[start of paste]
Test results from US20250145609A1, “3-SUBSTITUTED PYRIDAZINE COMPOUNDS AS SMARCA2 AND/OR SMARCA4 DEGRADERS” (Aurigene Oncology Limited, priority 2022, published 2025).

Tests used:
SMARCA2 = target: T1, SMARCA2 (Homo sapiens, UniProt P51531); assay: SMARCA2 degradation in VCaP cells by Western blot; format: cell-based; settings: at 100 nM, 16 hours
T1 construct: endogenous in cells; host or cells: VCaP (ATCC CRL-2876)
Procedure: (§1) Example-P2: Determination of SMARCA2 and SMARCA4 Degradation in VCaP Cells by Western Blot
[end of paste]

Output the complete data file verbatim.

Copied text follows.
Test results from US20250145609A1, “3-SUBSTITUTED PYRIDAZINE COMPOUNDS AS SMARCA2 AND/OR SMARCA4 DEGRADERS” (Aurigene Oncology Limited, priority 2022, published 2025).

Tests used:
SMARCA2 = target: T1, SMARCA2 (Homo sapiens, UniProt P51531); assay: SMARCA2 degradation in VCaP cells by Western blot; format: cell-based; settings: at 100 nM, 16 hours
T1 construct: endogenous in cells; host or cells: VCaP (ATCC CRL-2876)
Procedure: (§1) Example-P2: Determination of SMARCA2 and SMARCA4 Degradation in VCaP Cells by Western Blot